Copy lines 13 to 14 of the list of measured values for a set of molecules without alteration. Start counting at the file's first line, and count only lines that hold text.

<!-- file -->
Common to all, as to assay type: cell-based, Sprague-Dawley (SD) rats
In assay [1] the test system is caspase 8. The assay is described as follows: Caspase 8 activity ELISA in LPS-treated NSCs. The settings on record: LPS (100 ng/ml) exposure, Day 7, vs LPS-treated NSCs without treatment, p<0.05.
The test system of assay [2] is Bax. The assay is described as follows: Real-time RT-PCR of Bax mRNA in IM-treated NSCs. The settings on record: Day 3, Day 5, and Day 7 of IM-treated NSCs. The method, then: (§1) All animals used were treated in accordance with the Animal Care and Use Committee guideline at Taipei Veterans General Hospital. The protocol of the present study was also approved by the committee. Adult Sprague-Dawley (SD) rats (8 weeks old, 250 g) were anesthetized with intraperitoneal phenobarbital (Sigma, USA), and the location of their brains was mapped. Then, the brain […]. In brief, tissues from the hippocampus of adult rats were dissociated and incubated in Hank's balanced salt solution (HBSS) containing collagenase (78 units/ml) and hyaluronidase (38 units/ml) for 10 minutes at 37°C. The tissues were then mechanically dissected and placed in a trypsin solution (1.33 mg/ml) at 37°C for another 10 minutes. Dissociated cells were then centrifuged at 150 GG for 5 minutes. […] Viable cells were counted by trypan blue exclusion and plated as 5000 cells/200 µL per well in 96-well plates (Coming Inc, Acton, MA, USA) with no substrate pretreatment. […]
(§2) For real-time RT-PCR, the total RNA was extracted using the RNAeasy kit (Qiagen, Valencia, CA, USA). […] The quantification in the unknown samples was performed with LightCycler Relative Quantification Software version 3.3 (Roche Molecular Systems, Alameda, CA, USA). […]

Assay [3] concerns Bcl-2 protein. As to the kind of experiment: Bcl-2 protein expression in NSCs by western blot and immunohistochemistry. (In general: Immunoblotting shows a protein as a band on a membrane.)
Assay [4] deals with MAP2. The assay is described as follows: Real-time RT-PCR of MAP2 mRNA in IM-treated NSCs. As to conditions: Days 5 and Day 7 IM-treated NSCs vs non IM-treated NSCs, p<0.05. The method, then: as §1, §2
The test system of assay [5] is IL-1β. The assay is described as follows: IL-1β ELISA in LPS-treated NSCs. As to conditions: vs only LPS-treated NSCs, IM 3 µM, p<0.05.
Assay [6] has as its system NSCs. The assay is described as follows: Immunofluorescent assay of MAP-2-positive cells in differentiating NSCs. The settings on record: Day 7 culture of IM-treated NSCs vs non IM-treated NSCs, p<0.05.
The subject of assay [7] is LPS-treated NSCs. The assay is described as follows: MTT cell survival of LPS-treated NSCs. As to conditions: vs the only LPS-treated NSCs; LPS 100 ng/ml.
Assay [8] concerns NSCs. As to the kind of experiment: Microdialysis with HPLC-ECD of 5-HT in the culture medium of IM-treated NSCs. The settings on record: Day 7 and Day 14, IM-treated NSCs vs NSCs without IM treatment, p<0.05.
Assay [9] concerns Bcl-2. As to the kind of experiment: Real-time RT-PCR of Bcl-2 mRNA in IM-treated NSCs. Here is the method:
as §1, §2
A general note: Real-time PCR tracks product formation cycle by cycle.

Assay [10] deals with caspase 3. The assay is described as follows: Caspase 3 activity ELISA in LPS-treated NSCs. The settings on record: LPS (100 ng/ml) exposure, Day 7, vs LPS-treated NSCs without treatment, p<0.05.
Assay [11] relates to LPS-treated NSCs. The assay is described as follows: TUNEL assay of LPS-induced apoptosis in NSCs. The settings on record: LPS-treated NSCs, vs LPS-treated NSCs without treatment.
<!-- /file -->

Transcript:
A general note: Real-time PCR tracks product formation cycle by cycle.

Assay [10] deals with caspase 3. The assay is described as follows: Caspase 3 activity ELISA in LPS-treated NSCs. The settings on record: LPS (100 ng/ml) exposure, Day 7, vs LPS-treated NSCs without treatment, p<0.05.